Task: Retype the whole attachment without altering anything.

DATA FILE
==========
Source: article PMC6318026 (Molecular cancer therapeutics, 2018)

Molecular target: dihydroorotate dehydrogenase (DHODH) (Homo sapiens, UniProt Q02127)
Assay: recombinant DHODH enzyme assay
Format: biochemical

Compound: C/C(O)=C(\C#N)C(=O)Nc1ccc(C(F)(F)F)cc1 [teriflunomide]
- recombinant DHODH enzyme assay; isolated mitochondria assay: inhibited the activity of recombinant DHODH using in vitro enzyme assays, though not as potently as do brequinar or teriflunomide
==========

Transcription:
Source: article PMC6318026 (Molecular cancer therapeutics, 2018)

Molecular target: dihydroorotate dehydrogenase (DHODH) (Homo sapiens, UniProt Q02127)
Assay: recombinant DHODH enzyme assay
Format: biochemical

Compound: C/C(O)=C(\C#N)C(=O)Nc1ccc(C(F)(F)F)cc1 [teriflunomide]
- recombinant DHODH enzyme assay; isolated mitochondria assay: inhibited the activity of recombinant DHODH using in vitro enzyme assays, though not as potently as do brequinar or teriflunomide